Paragraph 163

“A minor modification is one which has not a significant impact on the extent of the property nor affects its Outstanding Universal Value.”

Theme: 2.2.6.3 - Minor modifications to the boundaries
Source: OG Operational Guidelines for the Implementation of the World Heritage Convention (WHC.19/01 - 10 July 2019)
2 - Policies Regarding CREDIBILITY of the World Heritage List
2.2 - Outstanding Universal Value
2.2.6 - Boundaries and buffer zones

Paragraph 164

“If a State Party wishes to request a minor modification to the boundaries of a property already on the World Heritage List, it must be prepared in compliance with the format of Annex 11 and must be received by 1 February by the Committee through the Secretariat, which will seek the evaluation of the relevant Advisory Bodies on whether this can be considered a minor modification or not. The Secretariat shall then submit the Advisory Bodies’ evaluation to the World Heritage Committee. The Committee may approve such a modification, or it may consider that the modification to the boundary is sufficiently significant as to constitute a significant boundary modification of the property, in which case the procedure for new nominations will apply.”

Theme: 2.2.6.3 - Minor modifications to the boundaries
Source: OG Operational Guidelines for the Implementation of the World Heritage Convention (WHC.19/01 - 10 July 2019)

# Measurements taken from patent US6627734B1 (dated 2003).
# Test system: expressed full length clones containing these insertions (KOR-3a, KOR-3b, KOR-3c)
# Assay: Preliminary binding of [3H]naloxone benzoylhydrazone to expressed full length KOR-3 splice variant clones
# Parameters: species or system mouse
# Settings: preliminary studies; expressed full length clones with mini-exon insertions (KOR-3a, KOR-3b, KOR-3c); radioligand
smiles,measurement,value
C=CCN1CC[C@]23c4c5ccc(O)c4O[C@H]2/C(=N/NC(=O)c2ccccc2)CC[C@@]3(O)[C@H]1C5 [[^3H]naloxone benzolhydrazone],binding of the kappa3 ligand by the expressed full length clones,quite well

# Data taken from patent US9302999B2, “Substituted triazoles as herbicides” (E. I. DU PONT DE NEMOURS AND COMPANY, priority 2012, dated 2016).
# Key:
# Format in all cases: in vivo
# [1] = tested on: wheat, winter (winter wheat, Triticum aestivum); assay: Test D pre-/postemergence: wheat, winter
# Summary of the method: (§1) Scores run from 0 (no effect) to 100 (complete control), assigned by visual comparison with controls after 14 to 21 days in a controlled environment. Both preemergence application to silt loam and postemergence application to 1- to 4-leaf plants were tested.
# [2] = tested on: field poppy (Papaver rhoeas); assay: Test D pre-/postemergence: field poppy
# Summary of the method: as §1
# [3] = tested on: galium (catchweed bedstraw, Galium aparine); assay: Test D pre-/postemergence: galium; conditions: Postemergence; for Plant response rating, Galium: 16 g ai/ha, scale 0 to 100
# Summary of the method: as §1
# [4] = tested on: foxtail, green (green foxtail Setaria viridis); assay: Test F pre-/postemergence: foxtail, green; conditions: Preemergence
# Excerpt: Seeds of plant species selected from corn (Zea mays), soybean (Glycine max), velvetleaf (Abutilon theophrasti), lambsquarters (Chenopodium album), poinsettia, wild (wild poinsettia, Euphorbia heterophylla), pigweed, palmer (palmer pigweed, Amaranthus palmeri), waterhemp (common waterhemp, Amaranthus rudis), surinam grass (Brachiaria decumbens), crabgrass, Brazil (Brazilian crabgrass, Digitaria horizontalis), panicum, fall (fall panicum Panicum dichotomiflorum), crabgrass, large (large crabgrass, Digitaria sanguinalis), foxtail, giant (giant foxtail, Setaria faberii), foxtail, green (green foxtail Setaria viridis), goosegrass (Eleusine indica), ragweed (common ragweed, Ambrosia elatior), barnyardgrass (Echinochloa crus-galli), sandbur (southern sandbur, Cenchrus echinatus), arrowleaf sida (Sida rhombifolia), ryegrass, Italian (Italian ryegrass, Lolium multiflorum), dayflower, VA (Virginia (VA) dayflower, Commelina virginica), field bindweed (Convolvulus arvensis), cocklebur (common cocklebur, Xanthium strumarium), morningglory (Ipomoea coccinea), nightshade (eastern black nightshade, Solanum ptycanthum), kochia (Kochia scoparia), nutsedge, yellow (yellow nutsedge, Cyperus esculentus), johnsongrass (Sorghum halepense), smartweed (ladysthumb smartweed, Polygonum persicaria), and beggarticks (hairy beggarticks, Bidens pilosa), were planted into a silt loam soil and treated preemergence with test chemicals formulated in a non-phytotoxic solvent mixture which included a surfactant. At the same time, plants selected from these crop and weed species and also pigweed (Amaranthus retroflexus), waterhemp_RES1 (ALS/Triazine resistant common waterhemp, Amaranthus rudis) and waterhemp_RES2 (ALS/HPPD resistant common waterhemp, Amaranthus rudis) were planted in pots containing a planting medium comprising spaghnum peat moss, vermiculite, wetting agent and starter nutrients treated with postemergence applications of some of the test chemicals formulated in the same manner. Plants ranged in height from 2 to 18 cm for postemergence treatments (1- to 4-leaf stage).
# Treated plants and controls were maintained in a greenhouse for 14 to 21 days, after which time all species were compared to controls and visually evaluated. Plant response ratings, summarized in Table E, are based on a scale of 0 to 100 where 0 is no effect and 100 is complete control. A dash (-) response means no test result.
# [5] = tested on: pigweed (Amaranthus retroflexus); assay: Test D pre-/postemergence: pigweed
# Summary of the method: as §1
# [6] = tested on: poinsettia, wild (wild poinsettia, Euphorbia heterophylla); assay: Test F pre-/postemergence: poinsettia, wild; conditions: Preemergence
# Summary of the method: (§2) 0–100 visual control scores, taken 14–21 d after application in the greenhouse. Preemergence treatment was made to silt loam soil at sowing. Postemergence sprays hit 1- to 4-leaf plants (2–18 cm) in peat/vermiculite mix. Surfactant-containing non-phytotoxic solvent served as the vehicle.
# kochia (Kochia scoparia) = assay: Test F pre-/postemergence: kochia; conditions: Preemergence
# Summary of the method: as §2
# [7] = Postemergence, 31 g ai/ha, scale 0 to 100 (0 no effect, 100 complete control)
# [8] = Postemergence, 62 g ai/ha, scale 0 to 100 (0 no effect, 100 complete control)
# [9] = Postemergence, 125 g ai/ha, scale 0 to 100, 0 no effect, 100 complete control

2 - Policies Regarding CREDIBILITY of the World Heritage List
2.7 - Types of World Heritage properties
2.7.4 - Cultural Landscapes

Paragraph 47

"47. Cultural landscapes inscribed on the World Heritage List are cultural properties and represent the “combined works of nature and of man” designated in Article 1 of the Convention. They are illustrative of the evolution of human society and settlement over time, under the influence of the physical constraints and/or opportunities presented by their natural environment and of successive social, economic and cultural forces, both external and internal.

They should be selected on the basis both of their Outstanding Universal Value and of their representativity in terms of a clearly defined geo-cultural region. They should be selected also for their capacity to illustrate the essential and distinct cultural elements of such regions.

The term “cultural landscape” embraces a diversity of manifestations of the interaction between humankind and the natural environment.

Cultural landscapes often reflect specific techniques of sustainable land use, considering the characteristics and limits of the natural environment they are established in, and may reflect a specific spiritual relationship to nature. Protection of cultural landscapes can contribute to current techniques of sustainable land use and can maintain or enhance natural values in the landscape. The continued existence of traditional forms of land use supports biological diversity in many regions of the world. The protection of traditional cultural landscapes is therefore helpful in maintaining biological diversity".
Theme: 2.7.4.1 - General
Source: WHC.21/01 Operational Guidelines for the Implementation of the World Heritage Convention (WHC.21/01 2021)

The World Heritage Policy Compendium was elaborated thanks to the generous contribution of the Government of Australia.

The World Heritage Policy Compendium On-line tool was developed thanks to the generous contribution of the Government of Korea.